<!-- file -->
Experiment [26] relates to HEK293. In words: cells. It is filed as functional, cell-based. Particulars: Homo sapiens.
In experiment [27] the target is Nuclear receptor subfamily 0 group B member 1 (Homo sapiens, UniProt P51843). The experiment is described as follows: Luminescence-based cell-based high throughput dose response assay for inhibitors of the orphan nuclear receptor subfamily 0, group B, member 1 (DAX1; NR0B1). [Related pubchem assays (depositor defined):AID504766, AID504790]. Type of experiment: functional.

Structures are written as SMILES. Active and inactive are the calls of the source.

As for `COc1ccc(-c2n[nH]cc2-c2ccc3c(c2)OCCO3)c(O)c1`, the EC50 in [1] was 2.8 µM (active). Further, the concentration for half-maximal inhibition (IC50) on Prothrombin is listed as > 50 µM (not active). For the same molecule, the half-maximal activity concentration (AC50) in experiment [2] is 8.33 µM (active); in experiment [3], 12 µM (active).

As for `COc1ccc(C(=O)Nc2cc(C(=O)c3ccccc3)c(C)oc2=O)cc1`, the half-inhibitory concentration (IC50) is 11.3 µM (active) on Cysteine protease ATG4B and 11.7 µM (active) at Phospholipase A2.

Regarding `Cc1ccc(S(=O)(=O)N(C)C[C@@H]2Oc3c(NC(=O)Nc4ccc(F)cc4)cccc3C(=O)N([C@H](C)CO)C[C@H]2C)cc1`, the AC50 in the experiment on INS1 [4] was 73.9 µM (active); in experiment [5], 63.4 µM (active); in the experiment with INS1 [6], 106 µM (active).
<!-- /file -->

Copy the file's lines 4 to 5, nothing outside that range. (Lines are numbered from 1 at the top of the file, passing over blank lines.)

As for `COc1ccc(-c2n[nH]cc2-c2ccc3c(c2)OCCO3)c(O)c1`, the EC50 in [1] was 2.8 µM (active). Further, the concentration for half-maximal inhibition (IC50) on Prothrombin is listed as > 50 µM (not active). For the same molecule, the half-maximal activity concentration (AC50) in experiment [2] is 8.33 µM (active); in experiment [3], 12 µM (active).

As for `COc1ccc(C(=O)Nc2cc(C(=O)c3ccccc3)c(C)oc2=O)cc1`, the half-inhibitory concentration (IC50) is 11.3 µM (active) on Cysteine protease ATG4B and 11.7 µM (active) at Phospholipase A2.